This cracks me up:
In New Jersey, Mr. Christie’s politics-be-damned approach to the storm seemed to represent a moment of high-minded crisis management for a governor frequently defined by his public diatribes and tantrums. Mr. Christie locked arms with Mr. Obama, flew with him on Marine One, talked with him daily and went out of his way to praise him publicly as “outstanding,” “incredibly supportive” and worthy of “great credit.”
But in the days after the storm, Mr. Christie and his advisers were startled to hear from out-of-state donors to Mr. Romney, who had little interest in the hurricane and viewed him solely as a campaign surrogate, demanding to know why he had stood so close to the president on a tarmac. One of them questioned why he had boarded Mr. Obama’s helicopter, according to people briefed on the conversations.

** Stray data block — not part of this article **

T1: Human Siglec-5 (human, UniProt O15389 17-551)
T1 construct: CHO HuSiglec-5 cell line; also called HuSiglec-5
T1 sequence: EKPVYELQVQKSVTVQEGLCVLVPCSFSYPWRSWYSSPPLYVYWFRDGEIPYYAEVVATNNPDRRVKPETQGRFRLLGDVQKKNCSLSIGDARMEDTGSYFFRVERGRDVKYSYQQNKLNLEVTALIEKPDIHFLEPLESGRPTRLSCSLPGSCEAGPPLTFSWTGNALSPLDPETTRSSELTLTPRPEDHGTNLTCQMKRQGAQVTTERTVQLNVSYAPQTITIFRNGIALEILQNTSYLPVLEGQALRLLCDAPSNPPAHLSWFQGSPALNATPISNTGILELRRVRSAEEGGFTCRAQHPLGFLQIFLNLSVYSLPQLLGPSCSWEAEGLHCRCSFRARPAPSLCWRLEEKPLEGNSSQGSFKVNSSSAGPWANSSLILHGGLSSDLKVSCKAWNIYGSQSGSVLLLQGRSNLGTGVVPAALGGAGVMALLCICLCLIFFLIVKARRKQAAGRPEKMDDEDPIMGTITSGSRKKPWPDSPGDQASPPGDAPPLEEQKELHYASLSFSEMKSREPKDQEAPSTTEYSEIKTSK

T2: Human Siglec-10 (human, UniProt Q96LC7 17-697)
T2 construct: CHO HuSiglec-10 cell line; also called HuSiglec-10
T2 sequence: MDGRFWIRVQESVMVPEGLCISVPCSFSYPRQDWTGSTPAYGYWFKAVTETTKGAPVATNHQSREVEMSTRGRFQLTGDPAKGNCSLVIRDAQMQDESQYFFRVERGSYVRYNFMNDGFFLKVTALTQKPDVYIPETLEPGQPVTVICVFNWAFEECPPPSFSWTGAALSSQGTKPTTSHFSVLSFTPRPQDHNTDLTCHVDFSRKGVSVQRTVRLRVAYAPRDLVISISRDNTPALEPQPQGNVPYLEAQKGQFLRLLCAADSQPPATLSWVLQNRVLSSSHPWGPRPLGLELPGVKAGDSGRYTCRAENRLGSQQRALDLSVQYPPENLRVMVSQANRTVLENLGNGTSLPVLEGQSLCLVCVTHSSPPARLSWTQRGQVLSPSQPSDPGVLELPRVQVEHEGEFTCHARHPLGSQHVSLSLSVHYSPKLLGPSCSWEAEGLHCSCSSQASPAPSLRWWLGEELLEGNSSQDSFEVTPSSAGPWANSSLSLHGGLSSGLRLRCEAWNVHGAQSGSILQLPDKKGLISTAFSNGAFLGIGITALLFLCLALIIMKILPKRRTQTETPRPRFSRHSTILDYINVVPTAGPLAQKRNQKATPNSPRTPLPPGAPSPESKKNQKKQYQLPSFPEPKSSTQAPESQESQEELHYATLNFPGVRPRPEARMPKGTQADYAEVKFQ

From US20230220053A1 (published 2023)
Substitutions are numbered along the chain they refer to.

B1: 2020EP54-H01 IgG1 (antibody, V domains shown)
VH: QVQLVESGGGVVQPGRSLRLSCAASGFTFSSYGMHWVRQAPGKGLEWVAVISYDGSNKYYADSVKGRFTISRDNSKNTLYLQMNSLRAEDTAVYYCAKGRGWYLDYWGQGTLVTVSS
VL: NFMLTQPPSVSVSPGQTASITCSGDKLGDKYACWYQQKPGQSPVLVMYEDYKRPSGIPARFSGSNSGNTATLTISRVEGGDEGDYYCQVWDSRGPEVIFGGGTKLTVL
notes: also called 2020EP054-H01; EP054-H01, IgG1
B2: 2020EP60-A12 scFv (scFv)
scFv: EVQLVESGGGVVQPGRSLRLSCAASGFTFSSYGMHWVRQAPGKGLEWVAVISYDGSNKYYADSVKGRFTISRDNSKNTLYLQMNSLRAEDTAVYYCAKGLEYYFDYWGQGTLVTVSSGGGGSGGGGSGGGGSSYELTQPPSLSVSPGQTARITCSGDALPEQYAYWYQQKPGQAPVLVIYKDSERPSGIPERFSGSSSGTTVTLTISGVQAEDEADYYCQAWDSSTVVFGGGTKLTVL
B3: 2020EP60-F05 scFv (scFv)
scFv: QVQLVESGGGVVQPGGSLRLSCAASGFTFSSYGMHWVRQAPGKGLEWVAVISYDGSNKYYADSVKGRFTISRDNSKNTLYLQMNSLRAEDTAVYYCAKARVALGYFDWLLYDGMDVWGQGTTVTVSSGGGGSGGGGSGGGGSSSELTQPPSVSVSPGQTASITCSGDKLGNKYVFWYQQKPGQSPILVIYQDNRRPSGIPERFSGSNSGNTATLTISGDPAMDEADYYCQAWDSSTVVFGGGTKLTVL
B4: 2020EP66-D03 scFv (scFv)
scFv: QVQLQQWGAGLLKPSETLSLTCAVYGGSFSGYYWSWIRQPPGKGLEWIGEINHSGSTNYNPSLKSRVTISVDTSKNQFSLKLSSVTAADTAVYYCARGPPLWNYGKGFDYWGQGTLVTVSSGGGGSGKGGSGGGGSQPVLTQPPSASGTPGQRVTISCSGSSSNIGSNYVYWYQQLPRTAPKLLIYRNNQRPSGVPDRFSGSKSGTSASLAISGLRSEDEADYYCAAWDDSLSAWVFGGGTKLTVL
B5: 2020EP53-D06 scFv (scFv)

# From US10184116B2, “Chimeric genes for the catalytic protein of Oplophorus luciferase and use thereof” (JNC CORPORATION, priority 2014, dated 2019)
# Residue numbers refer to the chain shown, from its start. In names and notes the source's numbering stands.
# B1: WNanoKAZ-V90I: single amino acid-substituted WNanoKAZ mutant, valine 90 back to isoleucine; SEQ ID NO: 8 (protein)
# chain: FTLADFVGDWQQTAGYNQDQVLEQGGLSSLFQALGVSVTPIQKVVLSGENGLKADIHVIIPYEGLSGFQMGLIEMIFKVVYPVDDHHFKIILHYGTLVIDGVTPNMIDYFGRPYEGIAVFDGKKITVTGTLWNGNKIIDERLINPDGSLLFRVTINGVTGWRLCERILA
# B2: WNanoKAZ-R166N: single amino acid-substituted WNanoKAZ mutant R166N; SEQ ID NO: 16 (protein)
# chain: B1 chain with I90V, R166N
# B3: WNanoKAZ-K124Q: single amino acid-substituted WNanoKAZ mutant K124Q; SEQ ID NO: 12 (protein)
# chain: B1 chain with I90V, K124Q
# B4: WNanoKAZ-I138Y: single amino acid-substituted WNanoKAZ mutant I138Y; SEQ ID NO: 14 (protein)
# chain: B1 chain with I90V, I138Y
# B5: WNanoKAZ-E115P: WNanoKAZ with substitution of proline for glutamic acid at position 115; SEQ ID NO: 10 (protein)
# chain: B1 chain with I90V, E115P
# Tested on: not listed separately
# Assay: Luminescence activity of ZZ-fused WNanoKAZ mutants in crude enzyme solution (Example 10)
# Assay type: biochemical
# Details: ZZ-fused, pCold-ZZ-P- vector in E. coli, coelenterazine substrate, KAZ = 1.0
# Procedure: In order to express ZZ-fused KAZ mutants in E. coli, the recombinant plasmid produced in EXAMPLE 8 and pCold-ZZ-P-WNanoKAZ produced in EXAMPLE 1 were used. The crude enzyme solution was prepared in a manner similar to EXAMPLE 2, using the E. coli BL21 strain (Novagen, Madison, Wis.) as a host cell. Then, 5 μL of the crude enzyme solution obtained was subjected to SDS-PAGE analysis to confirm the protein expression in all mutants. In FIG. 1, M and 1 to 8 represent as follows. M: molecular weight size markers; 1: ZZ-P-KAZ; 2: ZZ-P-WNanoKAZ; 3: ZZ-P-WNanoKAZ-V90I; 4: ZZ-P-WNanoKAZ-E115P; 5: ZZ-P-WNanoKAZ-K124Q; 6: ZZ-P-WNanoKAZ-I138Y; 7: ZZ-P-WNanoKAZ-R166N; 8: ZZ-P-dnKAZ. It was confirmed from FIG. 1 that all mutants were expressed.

It did not help that Mr. Romney had not called Mr. Christie during those first few days, people close to the governor say.
The tensions followed Mr. Christie to the annual meeting of the Republican Governors Association in Las Vegas last week. At a gathering where he had expected to be celebrated, Mr. Christie was repeatedly reminded of how deeply he had offended fellow Republicans.
“I will not apologize for doing my job,” he emphatically told one of them in a hotel hallway at the ornate Wynn Resort.
His willingness to work closely with the president has cast a shadow over Mr. Christie’s prospects as a national candidate, prompting a number of Republicans to wonder aloud whether he is a reliable party leader.
“It hurt him a lot,” said Douglas E. Gross, a longtime Republican operative in Iowa who has overseen several presidential campaigns in the state. “The presumption is that Republicans can’t count on him.”
A real Republican would have let his state drown while berating Obama.